While the meat was resting, I poured the pan liquid through a sieve into a bowl and used a ladle to remove as much fat as possible from the surface of the stock. Then, I added half a bottle of dry cider to the pan and cooked it on the hob, scraping up all the caramelised meat and sticky gunk from the pan.
This was then strained through the sieve into the stock and the gravy was simmered in a saucepan and thickened with some potato flour mixed into a thin paste with cold water.
Finally, the crackling was removed from the meat before carving and serving.
We had the pork with roast potatoes, roast parsnips and the previously mentioned red cabbage braised in cider with apple.
I realised the other day that I’d not posted anything on here in ages and the reason is that I’ve, once again, been eating things that I cook all the time and which I have blogged already.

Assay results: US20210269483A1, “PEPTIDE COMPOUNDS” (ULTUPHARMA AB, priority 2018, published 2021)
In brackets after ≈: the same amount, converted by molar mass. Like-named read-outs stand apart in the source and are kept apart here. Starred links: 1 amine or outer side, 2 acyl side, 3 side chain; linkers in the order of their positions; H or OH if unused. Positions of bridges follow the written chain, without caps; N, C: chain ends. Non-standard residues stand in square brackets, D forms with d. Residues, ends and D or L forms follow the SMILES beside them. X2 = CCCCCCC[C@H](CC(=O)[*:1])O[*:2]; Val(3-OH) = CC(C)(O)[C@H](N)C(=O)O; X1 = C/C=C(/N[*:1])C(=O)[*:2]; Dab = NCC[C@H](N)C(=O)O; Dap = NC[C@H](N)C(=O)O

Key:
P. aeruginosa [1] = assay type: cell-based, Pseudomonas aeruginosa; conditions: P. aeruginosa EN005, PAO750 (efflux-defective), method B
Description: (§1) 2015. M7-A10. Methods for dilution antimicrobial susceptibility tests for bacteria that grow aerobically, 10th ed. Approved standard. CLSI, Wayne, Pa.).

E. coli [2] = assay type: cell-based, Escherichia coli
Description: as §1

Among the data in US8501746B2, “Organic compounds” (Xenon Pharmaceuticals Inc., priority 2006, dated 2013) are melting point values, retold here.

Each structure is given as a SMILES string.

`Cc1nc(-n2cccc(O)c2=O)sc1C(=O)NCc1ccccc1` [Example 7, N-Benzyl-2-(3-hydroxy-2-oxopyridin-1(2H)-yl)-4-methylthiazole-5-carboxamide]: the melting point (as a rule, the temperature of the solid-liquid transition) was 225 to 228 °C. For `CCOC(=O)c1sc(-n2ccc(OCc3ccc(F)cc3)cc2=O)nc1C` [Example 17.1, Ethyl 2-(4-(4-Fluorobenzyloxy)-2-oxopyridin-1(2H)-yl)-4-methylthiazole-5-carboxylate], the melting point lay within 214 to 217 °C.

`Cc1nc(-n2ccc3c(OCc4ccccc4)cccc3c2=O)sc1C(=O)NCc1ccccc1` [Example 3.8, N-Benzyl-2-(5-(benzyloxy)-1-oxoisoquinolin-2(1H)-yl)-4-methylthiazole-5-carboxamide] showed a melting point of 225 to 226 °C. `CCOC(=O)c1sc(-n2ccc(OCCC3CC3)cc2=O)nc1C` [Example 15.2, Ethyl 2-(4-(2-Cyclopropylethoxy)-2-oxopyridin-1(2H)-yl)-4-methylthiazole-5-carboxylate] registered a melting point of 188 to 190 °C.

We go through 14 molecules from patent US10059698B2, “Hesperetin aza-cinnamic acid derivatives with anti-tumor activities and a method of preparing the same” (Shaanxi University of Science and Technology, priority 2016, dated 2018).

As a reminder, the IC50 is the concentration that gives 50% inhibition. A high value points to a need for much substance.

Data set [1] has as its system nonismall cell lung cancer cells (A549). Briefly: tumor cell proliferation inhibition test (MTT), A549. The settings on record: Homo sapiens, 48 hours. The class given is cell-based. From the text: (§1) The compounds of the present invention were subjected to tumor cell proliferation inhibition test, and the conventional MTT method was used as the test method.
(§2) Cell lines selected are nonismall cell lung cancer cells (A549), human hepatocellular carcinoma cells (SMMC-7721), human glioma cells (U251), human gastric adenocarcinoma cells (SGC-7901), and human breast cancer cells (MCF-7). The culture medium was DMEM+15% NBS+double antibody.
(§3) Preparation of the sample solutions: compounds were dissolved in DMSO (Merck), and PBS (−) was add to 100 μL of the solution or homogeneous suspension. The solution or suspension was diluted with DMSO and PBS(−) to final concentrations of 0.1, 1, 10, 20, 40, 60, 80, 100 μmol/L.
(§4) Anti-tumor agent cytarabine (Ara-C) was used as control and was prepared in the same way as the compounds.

Anyway, last night I cooked something pretty special because we had a friend over for dinner.
A ballotine is a dish made from boned,stuffed and rolled poultry. These were traditionally tied with butcher’s string but nowadays clingfilm is common, particularly if you are poaching the meat. They are similar to paupiettes.
I used boned and skinned chicken breasts which I cut open with a filleting knife and then beat out thinly with a meat hammer, with the meat between two pieces of clingfilm.
The stuffing was made from pork and wild mushroom sausages, with the meat removed from the sausage skins, and cubes of black pudding.